Georgia Voting Anomalies Flaunt Astronomical Odds

1 in 1 million

“To find a clue about what might have gone wrong with Georgia’s election last fall, look no further than voting machine No. 3 at the Winterville Train Depot outside Athens,” the Atlanta Journal Constitution reports. “On machine No. 3, Republicans won every race. On each of the other six machines in that precinct, Democrats won every race. The odds of an anomaly that large are less than 1 in 1 million.”

Wisconsin’s Voter ID Law May Have Suppressed 300,000 Votes


Associated Press: “By one estimate, 300,000 eligible voters in the state lacked valid photo IDs heading into the election; it is unknown how many people did not vote because they didn’t have proper identification. But it is not hard to find the Navy veteran whose out-of-state driver’s license did not suffice, or the dying woman whose license had expired, or the recent graduate whose student ID was deficient.”

Democrat Turnout is Down in States that Have Enacted Voter ID Laws


Amount Democratic turnout has dropped in eight out of the 16 states that have held primaries or caucuses that implemented new voter ID or other restrictive voting laws since 2010, reports Huffington Post. But turnout is down “just 13 percent in the states that didn’t enact new voter restrictions. To put it another way, Democratic voter turnout was 285 percent worse in states with new voter ID laws.”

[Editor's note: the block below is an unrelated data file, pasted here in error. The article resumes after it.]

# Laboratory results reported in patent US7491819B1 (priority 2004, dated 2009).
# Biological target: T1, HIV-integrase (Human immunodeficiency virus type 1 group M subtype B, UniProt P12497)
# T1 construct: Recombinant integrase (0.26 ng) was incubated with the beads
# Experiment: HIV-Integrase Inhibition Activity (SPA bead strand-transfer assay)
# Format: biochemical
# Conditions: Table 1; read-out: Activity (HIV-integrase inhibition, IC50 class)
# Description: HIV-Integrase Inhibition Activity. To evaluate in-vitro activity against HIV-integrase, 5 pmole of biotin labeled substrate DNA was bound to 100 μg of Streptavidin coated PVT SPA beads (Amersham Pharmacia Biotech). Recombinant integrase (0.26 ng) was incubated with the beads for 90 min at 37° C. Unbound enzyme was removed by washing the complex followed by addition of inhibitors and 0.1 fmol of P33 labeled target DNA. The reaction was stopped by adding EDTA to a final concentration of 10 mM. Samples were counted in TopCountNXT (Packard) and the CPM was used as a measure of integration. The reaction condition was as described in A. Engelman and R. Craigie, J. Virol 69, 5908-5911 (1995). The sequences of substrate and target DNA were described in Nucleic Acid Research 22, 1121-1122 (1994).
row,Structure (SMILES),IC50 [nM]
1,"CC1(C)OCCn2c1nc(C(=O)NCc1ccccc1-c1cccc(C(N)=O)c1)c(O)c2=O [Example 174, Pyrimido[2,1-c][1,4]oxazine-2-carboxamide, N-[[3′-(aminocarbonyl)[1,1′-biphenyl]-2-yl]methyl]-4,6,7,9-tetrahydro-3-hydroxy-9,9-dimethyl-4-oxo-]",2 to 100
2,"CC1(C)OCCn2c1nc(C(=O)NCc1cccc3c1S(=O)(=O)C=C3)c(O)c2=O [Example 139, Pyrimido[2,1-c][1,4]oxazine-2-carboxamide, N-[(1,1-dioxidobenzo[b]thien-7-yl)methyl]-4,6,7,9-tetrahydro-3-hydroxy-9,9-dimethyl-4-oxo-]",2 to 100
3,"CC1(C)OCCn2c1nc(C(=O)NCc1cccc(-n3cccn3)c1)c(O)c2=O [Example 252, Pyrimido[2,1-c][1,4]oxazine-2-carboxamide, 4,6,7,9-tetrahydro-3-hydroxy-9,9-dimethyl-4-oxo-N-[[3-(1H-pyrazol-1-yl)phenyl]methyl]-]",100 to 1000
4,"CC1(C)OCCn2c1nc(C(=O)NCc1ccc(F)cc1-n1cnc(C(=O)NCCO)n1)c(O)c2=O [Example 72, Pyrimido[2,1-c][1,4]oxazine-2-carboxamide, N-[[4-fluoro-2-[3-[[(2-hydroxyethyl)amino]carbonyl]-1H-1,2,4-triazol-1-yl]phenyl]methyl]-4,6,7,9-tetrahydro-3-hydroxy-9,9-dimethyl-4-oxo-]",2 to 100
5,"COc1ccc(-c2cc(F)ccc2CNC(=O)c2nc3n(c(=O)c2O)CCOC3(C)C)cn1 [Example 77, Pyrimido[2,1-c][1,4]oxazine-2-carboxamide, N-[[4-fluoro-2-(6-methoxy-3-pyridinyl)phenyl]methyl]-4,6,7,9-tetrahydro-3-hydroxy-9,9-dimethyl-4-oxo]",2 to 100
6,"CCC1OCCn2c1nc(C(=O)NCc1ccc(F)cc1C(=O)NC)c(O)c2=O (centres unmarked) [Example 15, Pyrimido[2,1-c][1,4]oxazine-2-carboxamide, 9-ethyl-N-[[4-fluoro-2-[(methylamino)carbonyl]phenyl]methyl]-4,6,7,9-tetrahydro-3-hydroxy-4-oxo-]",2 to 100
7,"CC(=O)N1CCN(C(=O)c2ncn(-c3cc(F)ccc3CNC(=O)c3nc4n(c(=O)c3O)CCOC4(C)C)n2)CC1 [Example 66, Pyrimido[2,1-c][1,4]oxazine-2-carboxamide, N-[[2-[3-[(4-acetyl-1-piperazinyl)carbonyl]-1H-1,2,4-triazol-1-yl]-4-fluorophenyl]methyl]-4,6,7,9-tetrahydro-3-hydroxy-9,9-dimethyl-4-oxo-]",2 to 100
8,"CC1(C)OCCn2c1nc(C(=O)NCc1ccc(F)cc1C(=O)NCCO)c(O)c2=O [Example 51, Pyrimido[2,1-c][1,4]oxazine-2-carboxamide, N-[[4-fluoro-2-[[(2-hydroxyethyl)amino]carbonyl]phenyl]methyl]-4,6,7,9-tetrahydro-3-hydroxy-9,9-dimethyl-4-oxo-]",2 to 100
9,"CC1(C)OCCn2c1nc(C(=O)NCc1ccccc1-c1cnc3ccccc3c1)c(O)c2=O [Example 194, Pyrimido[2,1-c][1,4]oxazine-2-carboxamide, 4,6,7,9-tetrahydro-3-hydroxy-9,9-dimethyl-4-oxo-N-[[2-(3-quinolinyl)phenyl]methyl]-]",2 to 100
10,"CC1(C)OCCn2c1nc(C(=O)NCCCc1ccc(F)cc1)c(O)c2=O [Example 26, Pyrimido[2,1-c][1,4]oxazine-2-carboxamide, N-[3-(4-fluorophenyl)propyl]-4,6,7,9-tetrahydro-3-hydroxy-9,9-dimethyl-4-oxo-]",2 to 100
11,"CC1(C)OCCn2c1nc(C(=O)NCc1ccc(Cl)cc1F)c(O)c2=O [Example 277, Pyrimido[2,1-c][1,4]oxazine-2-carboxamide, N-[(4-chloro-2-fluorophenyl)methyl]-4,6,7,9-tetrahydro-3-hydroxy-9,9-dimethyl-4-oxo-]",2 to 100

Millions More Wanted to Vote in 2012, But Couldn’t

We estimate that keeping registration open through Election Day in 2012 would have allowed an additional 3 million to 4 million Americans to register and vote. We used the number of Google searches for ‘register to vote’ in the weeks leading up to the 2012 election to measure late interest in registering. These search terms were entered millions of times, and much of the activity fell at the very end of the campaign period.

— Alex Street, writing in the Washington Post’s Monkey Cage blog.

New Study Links Support for Voter ID Laws to Racial Resentment

votecountsDespite its conclusion, the study was not produced by Duh University and at least one surprising tidbit it uncovered shows it.

New research from the University of Delaware’s Center for Political Communication found that people with high “racial resentment” scores, along with those who consider themselves Republicans and conservatives, are most likely to be concerned about the largely imaginary issue of vote fraud.

Intense vote fraud investigations in Iowa have produced a confused elderly man who voted twice, a college student whose parents are divorcing who didn’t get the postcard, and a lady who lives at the address on her voter ID but gets mail elsewhere

To gauge their depth of racial resentment, non African-American survey respondents were asked how strongly they agreed with these statements:

  • I resent any special considerations that Africans Americans receive because it’s unfair to other Americans.
  • Special considerations for African Americans place me at an unfair disadvantage because I have done nothing to harm them.
  • African Americans bring up race only when they need to make an excuse for their failure.

Not all liberals and Democrats came up clean in the survey.